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Nigerian police rescue 5 kidnapped sisters in rare outcome after public outrage

SCOTT DETROW, HOST:

Nigerian police and armed forces have secured the release of five sisters who were taken hostage earlier this month and held for ransom alongside their father, uncle and another sister. Their father was released as well, though the sixth sister and their uncle were ultimately murdered by the kidnappers. The five sisters' story gripped the country, as NPR's Emmanuel Akinwotu reports from Lagos.

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UNIDENTIFIED REPORTER: Let's begin with the disturbing news about rising insecurity in...

EMMANUEL AKINWOTU, BYLINE: The kidnap of six sisters has dominated news bulletins in Nigeria for weeks. It's ignited outrage at their plight and an epidemic of abductions across the country in recent years. One of the sisters, 21-year-old Nabeeha, was killed by the kidnappers, who demanded almost $70,000. Then on Sunday, police announced that five of the sisters were rescued by security forces and reunited with the Al-Kadriyar family - a rare end to a brutal episode. But for thousands of victims kidnapped in recent years, it often ends differently.

CONFIDENCE ISAIAH-MACHARRY: The payment of ransom no longer guarantees freedom.

AKINWOTU: Confidence Isaiah-MacHarry is a security analyst at a firm called SBM. He says that the kidnap-for-ransom industry has ballooned in Nigeria and that kidnappers have become more and more brazen.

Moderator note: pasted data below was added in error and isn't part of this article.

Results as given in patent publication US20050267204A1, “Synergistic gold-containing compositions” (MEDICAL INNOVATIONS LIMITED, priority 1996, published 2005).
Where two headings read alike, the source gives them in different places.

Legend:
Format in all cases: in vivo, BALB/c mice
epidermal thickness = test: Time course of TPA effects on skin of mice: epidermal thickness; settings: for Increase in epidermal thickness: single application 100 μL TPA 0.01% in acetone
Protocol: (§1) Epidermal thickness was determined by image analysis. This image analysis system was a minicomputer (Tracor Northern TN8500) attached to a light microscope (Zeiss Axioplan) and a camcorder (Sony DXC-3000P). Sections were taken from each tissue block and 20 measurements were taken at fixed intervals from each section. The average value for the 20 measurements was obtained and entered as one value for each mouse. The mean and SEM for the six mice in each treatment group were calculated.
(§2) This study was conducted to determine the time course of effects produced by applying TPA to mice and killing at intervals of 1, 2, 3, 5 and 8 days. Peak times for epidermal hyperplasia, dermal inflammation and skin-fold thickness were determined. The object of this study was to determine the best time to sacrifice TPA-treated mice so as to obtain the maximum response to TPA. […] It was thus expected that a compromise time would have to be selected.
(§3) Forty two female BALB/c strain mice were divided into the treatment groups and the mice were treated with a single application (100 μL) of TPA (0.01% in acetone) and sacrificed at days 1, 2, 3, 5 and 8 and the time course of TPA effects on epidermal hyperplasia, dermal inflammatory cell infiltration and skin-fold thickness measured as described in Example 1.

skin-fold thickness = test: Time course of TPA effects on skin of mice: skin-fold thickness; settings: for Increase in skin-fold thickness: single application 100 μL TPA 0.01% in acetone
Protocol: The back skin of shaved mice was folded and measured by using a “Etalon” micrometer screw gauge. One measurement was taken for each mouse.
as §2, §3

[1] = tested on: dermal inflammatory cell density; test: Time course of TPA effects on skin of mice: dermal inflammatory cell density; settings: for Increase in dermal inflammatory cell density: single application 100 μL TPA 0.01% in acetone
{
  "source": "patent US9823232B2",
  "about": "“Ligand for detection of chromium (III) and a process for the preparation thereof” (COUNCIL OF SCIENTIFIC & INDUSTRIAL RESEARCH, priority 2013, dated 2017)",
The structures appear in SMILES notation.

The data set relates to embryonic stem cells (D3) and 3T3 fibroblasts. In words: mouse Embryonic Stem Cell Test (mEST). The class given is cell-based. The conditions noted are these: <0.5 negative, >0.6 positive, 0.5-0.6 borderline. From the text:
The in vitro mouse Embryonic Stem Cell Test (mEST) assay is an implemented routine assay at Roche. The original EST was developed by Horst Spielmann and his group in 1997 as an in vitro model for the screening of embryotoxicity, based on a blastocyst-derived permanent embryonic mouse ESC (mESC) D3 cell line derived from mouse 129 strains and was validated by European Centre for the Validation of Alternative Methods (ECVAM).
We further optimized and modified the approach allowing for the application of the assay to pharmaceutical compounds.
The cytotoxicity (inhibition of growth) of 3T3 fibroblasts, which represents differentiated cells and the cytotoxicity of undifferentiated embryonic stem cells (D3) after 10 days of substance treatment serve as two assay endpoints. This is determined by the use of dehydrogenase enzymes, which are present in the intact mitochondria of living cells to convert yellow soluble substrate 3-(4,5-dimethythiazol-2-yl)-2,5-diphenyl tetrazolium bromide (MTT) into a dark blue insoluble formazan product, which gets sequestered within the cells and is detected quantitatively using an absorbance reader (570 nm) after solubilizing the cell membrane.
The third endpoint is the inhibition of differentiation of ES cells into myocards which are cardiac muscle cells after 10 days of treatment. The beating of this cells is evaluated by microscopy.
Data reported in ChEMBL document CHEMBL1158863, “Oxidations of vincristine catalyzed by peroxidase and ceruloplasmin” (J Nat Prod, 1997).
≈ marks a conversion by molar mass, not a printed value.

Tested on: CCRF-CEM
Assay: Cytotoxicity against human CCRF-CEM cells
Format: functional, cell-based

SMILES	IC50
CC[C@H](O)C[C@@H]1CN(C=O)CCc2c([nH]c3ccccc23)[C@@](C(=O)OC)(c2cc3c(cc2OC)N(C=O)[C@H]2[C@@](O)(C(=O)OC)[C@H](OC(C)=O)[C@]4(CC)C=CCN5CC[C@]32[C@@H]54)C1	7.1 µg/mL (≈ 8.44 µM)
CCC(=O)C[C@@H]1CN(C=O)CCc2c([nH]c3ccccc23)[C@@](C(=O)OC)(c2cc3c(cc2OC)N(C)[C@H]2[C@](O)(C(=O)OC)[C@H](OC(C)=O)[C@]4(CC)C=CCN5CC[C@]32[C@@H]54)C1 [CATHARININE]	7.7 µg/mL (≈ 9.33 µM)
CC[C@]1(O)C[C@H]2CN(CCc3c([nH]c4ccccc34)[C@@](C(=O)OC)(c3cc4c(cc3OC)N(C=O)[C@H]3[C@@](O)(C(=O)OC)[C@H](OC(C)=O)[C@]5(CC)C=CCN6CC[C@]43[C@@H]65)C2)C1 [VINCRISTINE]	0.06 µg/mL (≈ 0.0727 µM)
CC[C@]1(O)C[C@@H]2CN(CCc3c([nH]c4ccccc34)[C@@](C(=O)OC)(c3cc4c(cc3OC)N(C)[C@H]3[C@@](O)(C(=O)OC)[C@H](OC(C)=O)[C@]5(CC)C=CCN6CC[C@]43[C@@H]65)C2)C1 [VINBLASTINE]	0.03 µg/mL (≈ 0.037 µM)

ISAIAH-MACHARRY: In the past, it used to be 80- to 90% chance that once you pay ransom, you're let go. Now it's as low as 50- to 60%.

AKINWOTU: In some instances, kidnappers even abduct the people who deliver the ransoms or refuse to free victims even when money exchanges hands. The kidnap of the sisters, who range from teenagers to young women in their 20s, sparked an online crowdfund campaign as the situation grew desperate.

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MOHAMMED BADARU ABUBAKAR: There is a law that prevent payment of ransom.

AKINWOTU: But Nigerian defense minister, Mohammed Badaru Abubakar, denounced it.

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ABUBAKAR: So it is very sad for people to go over the internet, radio asking for donation to pay ransom. This will only worsen the situation.

AKINWOTU: Authorities say that victims should report abductions to the police, but victims rarely do, amid a lack of faith that security forces will intervene. The freedom of the five sisters is a rare case where they have. Emmanuel Akinwotu, NPR News, Lagos. Transcript provided by NPR, Copyright NPR.

NPR transcripts are created on a rush deadline by an NPR contractor. This text may not be in its final form and may be updated or revised in the future. Accuracy and availability may vary. The authoritative record of NPR’s programming is the audio record.

Emmanuel Akinwotu
Emmanuel Akinwotu is an international correspondent for NPR. He joined NPR in 2022 from The Guardian, where he was West Africa correspondent.